Posts tagged with “iOS”

Ejecta 2.1

Version 2.1 finally marks the point where Ejecta feels like a first class citizen on iOS. The updated JavaScript Core API on iOS 10 now provides an API to read and write Typed Arrays from JavaScript natively, which speeds up many WebGL operations and direct pixel manipulations in for Canvas2D.

Ejecta 2.1 makes use of this new API - this streamlines the whole internal design, making Ejecta's code more elegant and straightforward then ever.

I previously wrote a lengthy blog post about the ordeal and hoops we had to jump through with Typed Arrays before this new API became available. You can read about my whole journey over at phoboslab: The Absolute Worst Way To Read Typed Array Data with JavaScriptCore.

Screenshot from my Wipeout Model Viewer running in Ejecta

Of course Ejecta 2.1 also comes with a lot of bugfixes and small improvements.

Ejecta 2.1 requires XCode 8.0 to compile and runs on iOS 10 and tvOS. As always, the newest release can be found on the Ejecta project page. If you need compatibility with an older iOS version, please use the 2.0 release.

Wednesday, September 21st 2016 / Tags: Releases, iOS, Ejecta, tvOS

Ejecta 2.0

After more than a year since the last release, Ejecta 2.0 brings support for Apple's tvOS, the Gamepad API and dozens of bugfixes.

This release is called 2.0 mainly because it marks a major change in how Ejecta is built up internally. Previous versions of Ejecta used a custom fork of the JavaScriptCore library. Even though JSC has been a public API on iOS for a while now, missing support for Typed Arrays prevented us from using the JSC lib provided by the system. Current versions still don't have an API to deal with TypedArrays, but Ejecta now works around this issue.

Without the custom JSC lib, Apps build with Ejecta can now be as small as 1 Megabyte, instead of ~12 Megabyte previously. However, using the system provided JSC lib also has its downside: reading and writing of Typed Arrays in native code is now a good deal slower than it was previously. This only affects WebGL and the get/setImageData() for the Canvas2D and is still plenty fast for most use cases.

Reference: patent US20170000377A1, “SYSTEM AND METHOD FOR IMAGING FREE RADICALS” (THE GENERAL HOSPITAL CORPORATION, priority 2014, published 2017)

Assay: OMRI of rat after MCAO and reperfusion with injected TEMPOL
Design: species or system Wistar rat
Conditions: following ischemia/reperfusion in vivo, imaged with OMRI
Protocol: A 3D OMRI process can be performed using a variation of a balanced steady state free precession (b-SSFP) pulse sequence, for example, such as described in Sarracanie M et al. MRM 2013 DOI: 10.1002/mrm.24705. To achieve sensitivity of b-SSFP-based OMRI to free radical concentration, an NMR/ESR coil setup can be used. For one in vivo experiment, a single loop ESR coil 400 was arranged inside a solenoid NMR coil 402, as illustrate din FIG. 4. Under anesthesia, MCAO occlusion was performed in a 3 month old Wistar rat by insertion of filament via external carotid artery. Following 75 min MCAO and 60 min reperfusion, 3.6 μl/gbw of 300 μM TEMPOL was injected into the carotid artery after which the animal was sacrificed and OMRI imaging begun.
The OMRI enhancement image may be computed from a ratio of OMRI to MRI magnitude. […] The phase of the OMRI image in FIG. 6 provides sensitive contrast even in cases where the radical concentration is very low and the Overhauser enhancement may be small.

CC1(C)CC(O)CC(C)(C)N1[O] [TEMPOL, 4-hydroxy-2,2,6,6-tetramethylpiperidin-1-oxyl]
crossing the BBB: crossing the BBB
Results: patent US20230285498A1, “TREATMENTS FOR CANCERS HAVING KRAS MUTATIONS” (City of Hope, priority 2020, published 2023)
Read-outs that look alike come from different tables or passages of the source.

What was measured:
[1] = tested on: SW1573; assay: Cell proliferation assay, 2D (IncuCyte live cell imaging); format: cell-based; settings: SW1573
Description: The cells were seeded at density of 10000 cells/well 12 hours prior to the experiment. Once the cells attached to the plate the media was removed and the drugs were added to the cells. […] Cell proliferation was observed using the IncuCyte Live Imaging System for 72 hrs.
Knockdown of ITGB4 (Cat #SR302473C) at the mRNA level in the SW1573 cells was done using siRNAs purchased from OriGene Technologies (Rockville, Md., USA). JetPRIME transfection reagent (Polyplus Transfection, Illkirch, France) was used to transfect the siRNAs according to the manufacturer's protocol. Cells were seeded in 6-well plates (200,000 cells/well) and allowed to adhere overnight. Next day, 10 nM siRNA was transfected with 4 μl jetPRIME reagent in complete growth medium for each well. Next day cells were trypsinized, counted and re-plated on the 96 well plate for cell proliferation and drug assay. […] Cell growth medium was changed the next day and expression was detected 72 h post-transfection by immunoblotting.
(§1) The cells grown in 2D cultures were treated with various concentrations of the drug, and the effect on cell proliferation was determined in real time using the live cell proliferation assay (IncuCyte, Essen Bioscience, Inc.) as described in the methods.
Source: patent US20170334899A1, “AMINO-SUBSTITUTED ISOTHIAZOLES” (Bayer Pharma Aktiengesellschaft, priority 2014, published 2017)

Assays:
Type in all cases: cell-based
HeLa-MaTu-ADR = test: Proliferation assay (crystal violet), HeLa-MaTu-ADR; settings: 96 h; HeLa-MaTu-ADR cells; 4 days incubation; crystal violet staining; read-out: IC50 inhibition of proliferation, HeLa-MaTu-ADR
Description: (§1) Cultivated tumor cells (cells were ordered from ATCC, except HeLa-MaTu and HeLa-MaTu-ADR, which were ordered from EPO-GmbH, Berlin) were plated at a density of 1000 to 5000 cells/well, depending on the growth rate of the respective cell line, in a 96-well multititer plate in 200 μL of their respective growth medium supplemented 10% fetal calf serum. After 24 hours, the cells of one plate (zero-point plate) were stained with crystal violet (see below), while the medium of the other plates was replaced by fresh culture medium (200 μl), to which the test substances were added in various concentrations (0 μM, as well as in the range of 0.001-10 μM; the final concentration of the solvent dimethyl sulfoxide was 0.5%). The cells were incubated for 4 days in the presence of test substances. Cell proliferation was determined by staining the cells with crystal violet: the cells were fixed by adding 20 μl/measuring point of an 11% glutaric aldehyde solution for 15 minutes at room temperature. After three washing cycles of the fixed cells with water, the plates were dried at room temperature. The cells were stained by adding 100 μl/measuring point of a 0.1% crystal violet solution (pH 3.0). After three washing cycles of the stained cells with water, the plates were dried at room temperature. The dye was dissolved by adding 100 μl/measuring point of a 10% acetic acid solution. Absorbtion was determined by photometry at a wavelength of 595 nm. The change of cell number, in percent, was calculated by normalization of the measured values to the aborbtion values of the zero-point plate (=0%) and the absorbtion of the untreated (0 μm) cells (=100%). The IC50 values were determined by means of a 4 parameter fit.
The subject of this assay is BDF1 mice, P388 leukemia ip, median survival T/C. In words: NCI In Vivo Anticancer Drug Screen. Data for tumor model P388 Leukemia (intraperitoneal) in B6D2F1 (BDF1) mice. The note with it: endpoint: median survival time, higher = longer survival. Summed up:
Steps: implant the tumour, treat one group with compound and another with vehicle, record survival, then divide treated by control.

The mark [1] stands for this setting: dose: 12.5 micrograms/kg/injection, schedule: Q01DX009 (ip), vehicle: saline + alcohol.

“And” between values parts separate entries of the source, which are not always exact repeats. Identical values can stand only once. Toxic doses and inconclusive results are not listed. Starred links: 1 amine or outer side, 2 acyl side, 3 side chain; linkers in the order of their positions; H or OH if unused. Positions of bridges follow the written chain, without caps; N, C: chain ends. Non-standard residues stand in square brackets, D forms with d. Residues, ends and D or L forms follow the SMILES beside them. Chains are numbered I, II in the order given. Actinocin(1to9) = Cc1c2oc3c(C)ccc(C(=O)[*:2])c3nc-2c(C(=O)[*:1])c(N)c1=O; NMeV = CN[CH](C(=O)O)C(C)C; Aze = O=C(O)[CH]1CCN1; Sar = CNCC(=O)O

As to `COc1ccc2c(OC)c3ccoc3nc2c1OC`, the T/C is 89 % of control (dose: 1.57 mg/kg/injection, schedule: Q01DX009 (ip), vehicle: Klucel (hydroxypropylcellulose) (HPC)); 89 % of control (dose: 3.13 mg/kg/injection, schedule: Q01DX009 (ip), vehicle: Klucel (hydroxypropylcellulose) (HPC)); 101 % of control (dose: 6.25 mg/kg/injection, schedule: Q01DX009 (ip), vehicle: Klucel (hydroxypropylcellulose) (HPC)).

Support for Apple's new tvOS platform is also a major milestone. tvOS doesn't support any Browser or WebView, which makes Ejecta the only viable way to bring HTML5 Games and Canvas animations onto the Apple TV.

Ejecta 2 requires XCode 7.1 to compile and runs on iOS8 or tvOS. As always, the newest release can be found on the Ejecta project page.

Thanks to everyone who contributed and reported bugs!

Ejecta, running on the new Apple TV


  • Added tvOS support
  • Added Gamepad API
  • Added support for gradient and pattern strokes
  • Added support for sending Array Buffers for XMLHttpRequest
  • Added Audio readyState property
  • Added Audio playbackRate property
  • Added support for changing orientation in running App
  • Added antialias support for WebGL
  • Removed custom JavaScriptCore fork
  • Removed deprecated pixel auto doubling for Canvas2D
  • Use XIBs for launch screens where possible
  • Allow arbitrary retina scale (i.e. 3x for iPhone6)
  • Smarter console.log() – logs only 2 levels deep
  • Images are now lazy loaded on first use
  • + ...countless bugfixes
Friday, December 18th 2015 / Tags: Releases, iOS, Ejecta, tvOS


Today, I'm releasing Ejecta – a fast JavaScript, Canvas & Audio implementation for iOS – under the MIT Open Source license.

Ejecta has been formerly known as iOSImpact. It still shares the same idea and some basic code with iOSImpact, but is otherwise a significant rewrite of it.

The whole Canvas implementation has been re-implemented from scratch and is now much faster, more robust and closer to the HTML5 spec. It also supports the vector drawing functions, such as lineTo(), bezierCurveTo(), fill() and stroke() as well as getImageData() and many others.

iOSImpact used a lot of Impact specific hacks and you needed a special set of plugins to make Impact work with it. This is no longer the case – Impact games now work without any modifications or plugins in Ejecta.

Ejecta has become much more generally usable. It's not only a tool to get Impact games running on iOS, but can also be used for many other Canvas animations and games.

Because Ejecta is no longer focused on Impact only, I decided to release it as Open Source to see what the community comes up with. I'm also hoping that the community will help out to fill the last gaps in the Canvas implementation and also provide some more functionality such as in-app purchases or WebSocket support.

Visit the Ejecta page for more info. If you're upgrading from iOSImpact, be sure to read the Integrating Impact Games article.

I also wrote a bit about some implementation details in my blog.

Wednesday, September 26th 2012 / Tags: Releases, iOS, Ejecta

iOSImpact Beta

Apple just approved two of my JavaScript games for the AppStore: Biolab Disaster and Drop. Both are written with Impact and use iOSImpact – a new (and still experimental) compatibility layer – to run on the iPhone. The approval of those games means that... well, it's App Store compatible!

You can get the source for iOSImpact on your download page. I also wrote some basic documentation to get you started, but it's all very much in a beta stage right now. Read my blog for some more technical details and behind the scenes stuff.

Wednesday, April 27th 2011 / Tags: iOS